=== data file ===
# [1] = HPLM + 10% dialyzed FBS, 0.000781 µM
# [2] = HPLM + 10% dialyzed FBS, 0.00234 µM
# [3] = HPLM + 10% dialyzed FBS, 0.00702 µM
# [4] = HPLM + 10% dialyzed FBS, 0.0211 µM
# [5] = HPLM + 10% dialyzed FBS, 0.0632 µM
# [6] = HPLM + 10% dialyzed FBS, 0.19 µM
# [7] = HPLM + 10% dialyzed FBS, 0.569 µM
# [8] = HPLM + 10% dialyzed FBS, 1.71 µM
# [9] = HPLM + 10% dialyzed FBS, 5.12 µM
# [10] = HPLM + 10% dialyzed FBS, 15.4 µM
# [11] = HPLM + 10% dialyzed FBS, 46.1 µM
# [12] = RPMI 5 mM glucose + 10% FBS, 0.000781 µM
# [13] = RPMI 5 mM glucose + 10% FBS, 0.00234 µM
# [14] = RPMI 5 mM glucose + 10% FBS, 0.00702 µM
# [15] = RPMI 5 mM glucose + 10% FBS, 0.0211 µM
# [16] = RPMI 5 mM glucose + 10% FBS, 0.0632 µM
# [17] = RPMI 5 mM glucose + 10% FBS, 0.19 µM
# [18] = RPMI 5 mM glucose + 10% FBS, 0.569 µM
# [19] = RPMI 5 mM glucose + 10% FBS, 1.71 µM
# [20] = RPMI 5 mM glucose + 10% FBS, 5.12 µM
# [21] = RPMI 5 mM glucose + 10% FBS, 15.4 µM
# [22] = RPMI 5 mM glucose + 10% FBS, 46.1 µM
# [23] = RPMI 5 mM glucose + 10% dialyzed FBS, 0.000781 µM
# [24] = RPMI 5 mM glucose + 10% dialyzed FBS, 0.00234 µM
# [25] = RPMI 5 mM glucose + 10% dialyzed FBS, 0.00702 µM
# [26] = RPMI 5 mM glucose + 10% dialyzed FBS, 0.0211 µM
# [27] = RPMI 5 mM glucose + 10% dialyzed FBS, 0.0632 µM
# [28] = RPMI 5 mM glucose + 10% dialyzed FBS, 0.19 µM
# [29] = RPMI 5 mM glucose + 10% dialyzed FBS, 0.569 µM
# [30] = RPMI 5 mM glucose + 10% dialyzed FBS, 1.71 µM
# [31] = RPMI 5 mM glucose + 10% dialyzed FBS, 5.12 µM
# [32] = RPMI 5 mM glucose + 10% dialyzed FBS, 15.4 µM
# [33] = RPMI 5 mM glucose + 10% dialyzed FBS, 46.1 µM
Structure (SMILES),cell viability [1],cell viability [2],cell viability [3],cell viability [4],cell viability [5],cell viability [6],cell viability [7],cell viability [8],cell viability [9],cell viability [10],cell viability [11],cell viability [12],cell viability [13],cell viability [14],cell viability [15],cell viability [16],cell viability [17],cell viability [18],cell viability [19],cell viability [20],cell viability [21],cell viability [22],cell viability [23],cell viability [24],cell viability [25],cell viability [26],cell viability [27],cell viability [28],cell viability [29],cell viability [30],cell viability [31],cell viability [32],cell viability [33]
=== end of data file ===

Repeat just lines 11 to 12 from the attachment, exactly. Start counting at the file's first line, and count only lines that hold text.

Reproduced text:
# [11] = HPLM + 10% dialyzed FBS, 46.1 µM
# [12] = RPMI 5 mM glucose + 10% FBS, 0.000781 µM